Along with the third-gen Threadripper lineup and TRX40 motherboard lineup, AMD also introduced the flagship processor of mainstream Ryzen lineup. The AMD Ryzen 9 3950X is the last processor to be released under the Ryzen 3000 family. It is also the most expensive mainstream processor from AMD since it costs $749. It will be available on the shelves on 25th November.
Much like anything else in today’s tech world, the Ryzen 9 3950X was leaked heavily. We have already known what the processor would feature, but its finally here for good. The processor directly competes against the Intel Core i9 9900K and 9920X at a lower cost. If we look at mere specifications, we see that AMD’s offering may actually be better in terms of both price and performance.
Let’s get the specifications of the processor out of the way first. The Ryzen 9 3950X, like every other processor in the Ryzen 3000 series, is based on 7nm Zen 2.0 architecture. It contains three chiplets on a single die, two of these are Zen 2 dies, and the last one is the I/O die, which is based on the 14nm process node. We are seeing this kind of configuration for the first time in the mainstream market. It makes high core CPUs more accessible with an inherent disadvantage of added latency. The I/O die is present to limit the latency gap; it functionality is the same as the infinity thread that we see in the HEDT lineup.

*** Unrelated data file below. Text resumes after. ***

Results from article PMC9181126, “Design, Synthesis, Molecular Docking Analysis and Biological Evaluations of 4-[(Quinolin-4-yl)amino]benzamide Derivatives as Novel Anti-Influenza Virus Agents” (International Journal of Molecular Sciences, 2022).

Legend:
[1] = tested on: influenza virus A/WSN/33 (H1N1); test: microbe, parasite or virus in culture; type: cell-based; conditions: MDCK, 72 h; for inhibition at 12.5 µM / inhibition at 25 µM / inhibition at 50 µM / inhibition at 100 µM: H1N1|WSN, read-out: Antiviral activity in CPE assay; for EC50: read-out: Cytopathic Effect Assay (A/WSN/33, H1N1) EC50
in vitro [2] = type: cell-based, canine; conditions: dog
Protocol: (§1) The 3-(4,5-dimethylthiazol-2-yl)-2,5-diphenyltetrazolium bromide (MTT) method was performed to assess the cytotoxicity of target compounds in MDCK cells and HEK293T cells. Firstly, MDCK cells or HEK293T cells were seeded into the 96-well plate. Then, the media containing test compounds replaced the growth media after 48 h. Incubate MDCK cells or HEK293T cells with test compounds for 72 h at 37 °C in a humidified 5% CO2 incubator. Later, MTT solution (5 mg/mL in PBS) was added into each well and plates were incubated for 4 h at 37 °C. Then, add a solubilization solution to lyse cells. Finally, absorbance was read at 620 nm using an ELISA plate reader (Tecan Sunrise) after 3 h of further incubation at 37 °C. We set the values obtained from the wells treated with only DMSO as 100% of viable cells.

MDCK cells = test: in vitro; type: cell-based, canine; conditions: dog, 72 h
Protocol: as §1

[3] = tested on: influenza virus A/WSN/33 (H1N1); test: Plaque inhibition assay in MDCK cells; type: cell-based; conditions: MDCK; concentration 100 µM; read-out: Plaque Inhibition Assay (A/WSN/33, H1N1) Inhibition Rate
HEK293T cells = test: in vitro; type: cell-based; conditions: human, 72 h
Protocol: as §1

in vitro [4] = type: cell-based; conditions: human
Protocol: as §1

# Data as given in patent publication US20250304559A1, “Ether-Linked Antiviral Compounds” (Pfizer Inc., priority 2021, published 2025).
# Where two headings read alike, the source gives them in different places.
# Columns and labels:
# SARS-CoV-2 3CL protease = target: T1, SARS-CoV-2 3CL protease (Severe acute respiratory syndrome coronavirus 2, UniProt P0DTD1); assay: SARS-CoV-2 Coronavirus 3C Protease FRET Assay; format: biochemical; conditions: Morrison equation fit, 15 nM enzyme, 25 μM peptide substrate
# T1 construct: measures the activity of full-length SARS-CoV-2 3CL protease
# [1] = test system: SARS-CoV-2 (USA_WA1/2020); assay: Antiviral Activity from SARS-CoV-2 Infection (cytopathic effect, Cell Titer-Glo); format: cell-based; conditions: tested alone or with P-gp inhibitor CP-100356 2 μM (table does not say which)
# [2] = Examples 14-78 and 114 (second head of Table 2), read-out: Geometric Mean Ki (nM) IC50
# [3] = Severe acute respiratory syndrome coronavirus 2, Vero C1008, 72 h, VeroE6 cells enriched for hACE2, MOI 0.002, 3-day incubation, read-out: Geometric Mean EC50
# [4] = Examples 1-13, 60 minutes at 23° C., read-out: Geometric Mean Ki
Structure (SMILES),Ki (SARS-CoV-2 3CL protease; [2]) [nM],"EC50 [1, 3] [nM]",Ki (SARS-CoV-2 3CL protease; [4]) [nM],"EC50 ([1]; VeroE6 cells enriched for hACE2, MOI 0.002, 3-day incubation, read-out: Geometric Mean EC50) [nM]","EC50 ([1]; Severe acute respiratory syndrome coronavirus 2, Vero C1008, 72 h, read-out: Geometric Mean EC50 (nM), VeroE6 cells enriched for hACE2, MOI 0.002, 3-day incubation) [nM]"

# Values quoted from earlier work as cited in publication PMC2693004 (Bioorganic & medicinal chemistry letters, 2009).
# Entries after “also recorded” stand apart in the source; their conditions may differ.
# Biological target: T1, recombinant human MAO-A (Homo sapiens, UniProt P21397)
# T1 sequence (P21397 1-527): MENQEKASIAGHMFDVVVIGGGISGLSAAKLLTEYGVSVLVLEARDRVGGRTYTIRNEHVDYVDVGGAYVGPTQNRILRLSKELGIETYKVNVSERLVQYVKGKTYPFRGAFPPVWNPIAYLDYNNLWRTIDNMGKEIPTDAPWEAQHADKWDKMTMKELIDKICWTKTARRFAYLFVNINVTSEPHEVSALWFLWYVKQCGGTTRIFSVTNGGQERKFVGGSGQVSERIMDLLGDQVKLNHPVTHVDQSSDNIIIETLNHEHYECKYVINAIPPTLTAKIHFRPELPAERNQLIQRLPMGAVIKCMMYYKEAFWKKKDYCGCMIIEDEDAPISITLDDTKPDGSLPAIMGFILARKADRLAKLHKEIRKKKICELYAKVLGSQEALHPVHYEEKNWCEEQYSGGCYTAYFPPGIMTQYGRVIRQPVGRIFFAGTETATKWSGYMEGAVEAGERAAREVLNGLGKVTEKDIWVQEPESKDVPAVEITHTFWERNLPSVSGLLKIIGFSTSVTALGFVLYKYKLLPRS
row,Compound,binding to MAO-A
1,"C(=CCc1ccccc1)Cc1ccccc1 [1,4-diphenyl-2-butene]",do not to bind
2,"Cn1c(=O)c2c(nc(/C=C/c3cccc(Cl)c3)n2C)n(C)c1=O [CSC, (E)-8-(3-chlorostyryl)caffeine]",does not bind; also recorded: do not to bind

It allows AMD to put 16 cores and 32 threads in a single processor. The base clock speed is 3.5GHz, and the boost clock speed is 4.7GHz, which is highest among the 3000s. It is the direct advantage of process node maturity. The processor supports a total of 72 MB cache and a TDP of 105W, which is consistent with the other Ryzen 9 processors. The processor will be unlocked for overclocking, and AMD opted for a soldered design, which helps in keeping the temperatures in check. Lastly, AMD recommends a liquid cooler for the best performance.
Initial benchmarks provided by AMD show good gains against Intel’s processors in the creator workloads. We see a performance gap of 79%, which is insane at this range. We have seen that AMD has covered a lot of the performance gap or even surpassed Intel in creator specific applications; however, the gaming industry still favors Intel. In the gaming benchmarks that AMD provided, we can see that many games still prefer Intel hardware, but AMD is very close. A little help in optimizing games for higher core counts might minimize the difference here too.